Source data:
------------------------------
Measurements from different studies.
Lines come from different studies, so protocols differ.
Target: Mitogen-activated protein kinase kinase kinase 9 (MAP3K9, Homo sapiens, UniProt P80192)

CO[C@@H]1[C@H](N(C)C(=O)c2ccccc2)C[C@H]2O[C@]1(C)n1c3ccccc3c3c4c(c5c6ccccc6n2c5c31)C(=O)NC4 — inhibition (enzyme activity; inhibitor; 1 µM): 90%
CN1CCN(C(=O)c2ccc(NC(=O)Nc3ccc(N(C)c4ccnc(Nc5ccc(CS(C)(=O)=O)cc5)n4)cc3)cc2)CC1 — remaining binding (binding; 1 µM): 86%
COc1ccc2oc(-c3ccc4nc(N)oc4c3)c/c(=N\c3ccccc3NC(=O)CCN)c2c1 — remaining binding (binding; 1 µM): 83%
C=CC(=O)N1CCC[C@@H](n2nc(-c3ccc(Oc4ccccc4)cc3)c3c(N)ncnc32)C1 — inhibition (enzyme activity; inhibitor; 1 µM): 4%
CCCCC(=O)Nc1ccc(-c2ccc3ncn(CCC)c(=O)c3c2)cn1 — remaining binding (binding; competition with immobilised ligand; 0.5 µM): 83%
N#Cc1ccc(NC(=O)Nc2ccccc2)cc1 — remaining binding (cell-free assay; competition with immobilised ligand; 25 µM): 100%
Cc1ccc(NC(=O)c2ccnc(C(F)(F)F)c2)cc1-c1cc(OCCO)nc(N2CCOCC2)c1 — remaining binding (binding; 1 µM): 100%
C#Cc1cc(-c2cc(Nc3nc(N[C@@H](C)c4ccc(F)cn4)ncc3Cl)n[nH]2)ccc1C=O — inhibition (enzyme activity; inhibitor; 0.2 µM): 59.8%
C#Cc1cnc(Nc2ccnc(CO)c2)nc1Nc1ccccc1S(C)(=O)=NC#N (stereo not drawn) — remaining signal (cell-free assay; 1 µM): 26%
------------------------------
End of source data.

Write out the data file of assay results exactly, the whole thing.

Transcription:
Measurements from different studies.
Lines come from different studies, so protocols differ.
Target: Mitogen-activated protein kinase kinase kinase 9 (MAP3K9, Homo sapiens, UniProt P80192)

CO[C@@H]1[C@H](N(C)C(=O)c2ccccc2)C[C@H]2O[C@]1(C)n1c3ccccc3c3c4c(c5c6ccccc6n2c5c31)C(=O)NC4 — inhibition (enzyme activity; inhibitor; 1 µM): 90%
CN1CCN(C(=O)c2ccc(NC(=O)Nc3ccc(N(C)c4ccnc(Nc5ccc(CS(C)(=O)=O)cc5)n4)cc3)cc2)CC1 — remaining binding (binding; 1 µM): 86%
COc1ccc2oc(-c3ccc4nc(N)oc4c3)c/c(=N\c3ccccc3NC(=O)CCN)c2c1 — remaining binding (binding; 1 µM): 83%
C=CC(=O)N1CCC[C@@H](n2nc(-c3ccc(Oc4ccccc4)cc3)c3c(N)ncnc32)C1 — inhibition (enzyme activity; inhibitor; 1 µM): 4%
CCCCC(=O)Nc1ccc(-c2ccc3ncn(CCC)c(=O)c3c2)cn1 — remaining binding (binding; competition with immobilised ligand; 0.5 µM): 83%
N#Cc1ccc(NC(=O)Nc2ccccc2)cc1 — remaining binding (cell-free assay; competition with immobilised ligand; 25 µM): 100%
Cc1ccc(NC(=O)c2ccnc(C(F)(F)F)c2)cc1-c1cc(OCCO)nc(N2CCOCC2)c1 — remaining binding (binding; 1 µM): 100%
C#Cc1cc(-c2cc(Nc3nc(N[C@@H](C)c4ccc(F)cn4)ncc3Cl)n[nH]2)ccc1C=O — inhibition (enzyme activity; inhibitor; 0.2 µM): 59.8%
C#Cc1cnc(Nc2ccnc(CO)c2)nc1Nc1ccccc1S(C)(=O)=NC#N (stereo not drawn) — remaining signal (cell-free assay; 1 µM): 26%